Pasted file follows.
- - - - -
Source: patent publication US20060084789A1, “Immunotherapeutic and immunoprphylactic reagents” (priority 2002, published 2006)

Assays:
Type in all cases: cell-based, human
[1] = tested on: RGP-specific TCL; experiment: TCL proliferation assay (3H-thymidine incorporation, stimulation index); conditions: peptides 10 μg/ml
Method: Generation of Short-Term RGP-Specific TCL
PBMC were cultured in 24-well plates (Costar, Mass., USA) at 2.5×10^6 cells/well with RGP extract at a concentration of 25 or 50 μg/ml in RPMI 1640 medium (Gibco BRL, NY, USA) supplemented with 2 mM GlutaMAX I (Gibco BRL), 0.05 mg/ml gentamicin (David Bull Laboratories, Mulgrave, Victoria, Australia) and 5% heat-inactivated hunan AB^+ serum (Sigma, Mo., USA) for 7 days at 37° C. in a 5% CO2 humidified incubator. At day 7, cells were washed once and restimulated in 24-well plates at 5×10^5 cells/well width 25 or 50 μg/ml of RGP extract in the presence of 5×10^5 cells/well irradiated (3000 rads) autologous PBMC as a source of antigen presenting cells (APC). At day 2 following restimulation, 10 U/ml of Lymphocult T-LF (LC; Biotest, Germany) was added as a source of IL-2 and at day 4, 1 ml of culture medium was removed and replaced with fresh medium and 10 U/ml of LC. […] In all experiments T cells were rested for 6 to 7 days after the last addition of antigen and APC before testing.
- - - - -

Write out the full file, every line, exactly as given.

Source: patent publication US20060084789A1, “Immunotherapeutic and immunoprphylactic reagents” (priority 2002, published 2006)

Assays:
Type in all cases: cell-based, human
[1] = tested on: RGP-specific TCL; experiment: TCL proliferation assay (3H-thymidine incorporation, stimulation index); conditions: peptides 10 μg/ml
Method: Generation of Short-Term RGP-Specific TCL
PBMC were cultured in 24-well plates (Costar, Mass., USA) at 2.5×10^6 cells/well with RGP extract at a concentration of 25 or 50 μg/ml in RPMI 1640 medium (Gibco BRL, NY, USA) supplemented with 2 mM GlutaMAX I (Gibco BRL), 0.05 mg/ml gentamicin (David Bull Laboratories, Mulgrave, Victoria, Australia) and 5% heat-inactivated hunan AB^+ serum (Sigma, Mo., USA) for 7 days at 37° C. in a 5% CO2 humidified incubator. At day 7, cells were washed once and restimulated in 24-well plates at 5×10^5 cells/well width 25 or 50 μg/ml of RGP extract in the presence of 5×10^5 cells/well irradiated (3000 rads) autologous PBMC as a source of antigen presenting cells (APC). At day 2 following restimulation, 10 U/ml of Lymphocult T-LF (LC; Biotest, Germany) was added as a source of IL-2 and at day 4, 1 ml of culture medium was removed and replaced with fresh medium and 10 U/ml of LC. […] In all experiments T cells were rested for 6 to 7 days after the last addition of antigen and APC before testing.